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Gay-only room adverts ‘may be illegal’

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  1. gay only, yes should be allowed. straight

    This is because the vast majority of rooms are by default friendly towards straight people because heterosexuality is viewed as the norm, the default.

    The whole point of gay only spaces/rooms/whatever is similar to that of womens only space.

    To create places where we can just “be” and don’t have to worry about the systemic discrimination that goes on in the wider world.

    1. If someone says “straight only” I wouldn’t even want to live there, at least they are honest that they are uncomfortable around people like me, the same way as someone advertising for “gay only” is uncomfortable sharing their home with a straight person. The same way someone might advertise for “women only” or “muslim only” or whatever its not offensive just people are particular about who they live with.

      At the end of the day this is a person’s private home, not their place of business they deserve that little bit of discretion.

      1. Totally true for people who want lodgers. I agree with you there.

        Though I think things should be a bit different to what you said for non live in landlords

        1. Its perfectly possible to achieve having a lodger you are comfortable with and who is comfortable with you by having fairly worded advertising and a conversation/interview prior to decisions being made.

          1. gattagiudecca 7 Jul 2012, 2:02am

            Stu I’ve advertised a few times over the years for flatmates. The first few times I did not specify “gay only” but I have always made it clear that the current people in the house were gay and that any prospective flatmate has to be comfortable with that. However, because it’s London, people come anyway. I had one girl come to view a room who asked me if she could have her own bathroom as she didn’t want to share a toilet with gay guys due to the possibility of catching a disease. I had one straight guy who told me multiple times that he was not gay, despite me not asking about his sexuality. There have been other examples. Since then, I’ve specified gay only in my adverts. It saves me a lot of time carrying out pointless interviews/viewings with people who are so desperate for a room that they will take anything.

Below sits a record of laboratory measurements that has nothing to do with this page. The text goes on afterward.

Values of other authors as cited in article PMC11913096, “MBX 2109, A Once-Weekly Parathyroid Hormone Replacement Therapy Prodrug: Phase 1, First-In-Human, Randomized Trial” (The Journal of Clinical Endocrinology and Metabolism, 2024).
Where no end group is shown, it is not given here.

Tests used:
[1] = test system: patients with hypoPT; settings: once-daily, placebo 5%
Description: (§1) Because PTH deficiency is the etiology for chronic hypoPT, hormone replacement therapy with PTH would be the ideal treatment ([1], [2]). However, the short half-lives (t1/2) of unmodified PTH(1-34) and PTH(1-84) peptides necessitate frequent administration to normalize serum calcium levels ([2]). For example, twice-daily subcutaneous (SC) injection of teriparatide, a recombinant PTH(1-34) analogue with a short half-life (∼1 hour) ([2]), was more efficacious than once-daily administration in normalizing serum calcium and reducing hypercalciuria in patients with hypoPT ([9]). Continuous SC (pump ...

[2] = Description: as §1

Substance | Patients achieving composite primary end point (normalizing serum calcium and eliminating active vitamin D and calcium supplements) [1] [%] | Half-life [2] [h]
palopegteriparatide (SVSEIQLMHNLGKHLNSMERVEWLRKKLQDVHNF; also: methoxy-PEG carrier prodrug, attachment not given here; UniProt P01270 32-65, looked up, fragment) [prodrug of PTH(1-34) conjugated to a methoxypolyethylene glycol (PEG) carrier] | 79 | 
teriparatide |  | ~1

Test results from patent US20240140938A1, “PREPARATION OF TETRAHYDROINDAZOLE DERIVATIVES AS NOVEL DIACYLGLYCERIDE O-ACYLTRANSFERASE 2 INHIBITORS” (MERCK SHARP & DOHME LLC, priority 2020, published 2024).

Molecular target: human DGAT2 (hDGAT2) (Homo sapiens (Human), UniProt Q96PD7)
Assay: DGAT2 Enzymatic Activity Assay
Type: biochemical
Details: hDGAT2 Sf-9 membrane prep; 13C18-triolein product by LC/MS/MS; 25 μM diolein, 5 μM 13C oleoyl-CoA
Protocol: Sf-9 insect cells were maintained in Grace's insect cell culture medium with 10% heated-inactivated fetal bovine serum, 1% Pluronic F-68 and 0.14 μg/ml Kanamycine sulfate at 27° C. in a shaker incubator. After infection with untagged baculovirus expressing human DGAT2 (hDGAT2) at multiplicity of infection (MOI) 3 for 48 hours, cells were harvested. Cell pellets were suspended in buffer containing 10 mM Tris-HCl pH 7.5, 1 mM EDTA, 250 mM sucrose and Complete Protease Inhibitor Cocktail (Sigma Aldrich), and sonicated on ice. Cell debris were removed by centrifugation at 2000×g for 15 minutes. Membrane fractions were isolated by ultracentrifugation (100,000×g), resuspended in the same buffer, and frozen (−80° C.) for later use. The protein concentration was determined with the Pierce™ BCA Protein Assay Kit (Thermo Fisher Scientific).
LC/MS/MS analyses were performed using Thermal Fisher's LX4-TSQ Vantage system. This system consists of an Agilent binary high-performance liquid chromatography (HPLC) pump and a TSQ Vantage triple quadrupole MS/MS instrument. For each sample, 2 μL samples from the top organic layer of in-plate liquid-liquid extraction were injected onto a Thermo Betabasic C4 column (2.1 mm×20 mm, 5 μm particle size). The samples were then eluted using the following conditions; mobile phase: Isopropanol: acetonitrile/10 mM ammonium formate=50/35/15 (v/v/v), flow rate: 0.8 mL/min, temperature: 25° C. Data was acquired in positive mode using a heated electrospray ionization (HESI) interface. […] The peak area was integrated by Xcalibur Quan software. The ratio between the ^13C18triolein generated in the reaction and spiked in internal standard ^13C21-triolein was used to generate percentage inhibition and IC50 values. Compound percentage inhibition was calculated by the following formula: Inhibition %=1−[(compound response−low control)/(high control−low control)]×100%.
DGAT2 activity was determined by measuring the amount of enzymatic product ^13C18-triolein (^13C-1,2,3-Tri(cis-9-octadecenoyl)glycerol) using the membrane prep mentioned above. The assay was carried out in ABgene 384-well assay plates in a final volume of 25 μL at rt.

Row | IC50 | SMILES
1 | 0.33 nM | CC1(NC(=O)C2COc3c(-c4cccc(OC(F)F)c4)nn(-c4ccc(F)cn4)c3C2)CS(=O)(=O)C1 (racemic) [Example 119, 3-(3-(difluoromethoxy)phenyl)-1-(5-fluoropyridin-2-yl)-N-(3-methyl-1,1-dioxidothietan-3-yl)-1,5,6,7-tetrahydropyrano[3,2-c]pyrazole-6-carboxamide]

2. de Villiers 4 Jul 2012, 9:29am

      Some people on this board have viewed this wrongly. It is not about saying negatively “no blacks, no Irish, no straights”. It is more expressing a positive preference as to those with whom one wants to be friends or share personal space.

      There is a reason why gay people tend to be friends together – the same with any minorities whether it be Jews, the French in London, or Asians. It is both the shared feeling of being in a group, of implicitly understood thoughts and actions without explanation, and unconditional acceptance of particular attributes.

      TinyTee has identified this perfectly – it is not to discriminate unfairly but to create places where gay people can just “be”, away from the domination of straight culture.

      Discrimination of itself is not wrong – it is unjustified discrimination with no proper purpose which is wrong. Wanting to live with a person who shares one’s behaviour or gender or religion is not inherently wrong and is freedom of association.

      1. Freedom of association is entirely reasonable.

        Business relationships are subject to the Equalities act.

        Having a lodger is a business relationship.

        We should expect to be subject to equality if we engage in business activities.

      2. Wanting to live with a person who shares one’s behaviour … is not wrong

        But surely that can justify ‘no blacks’ or ‘no Jews’?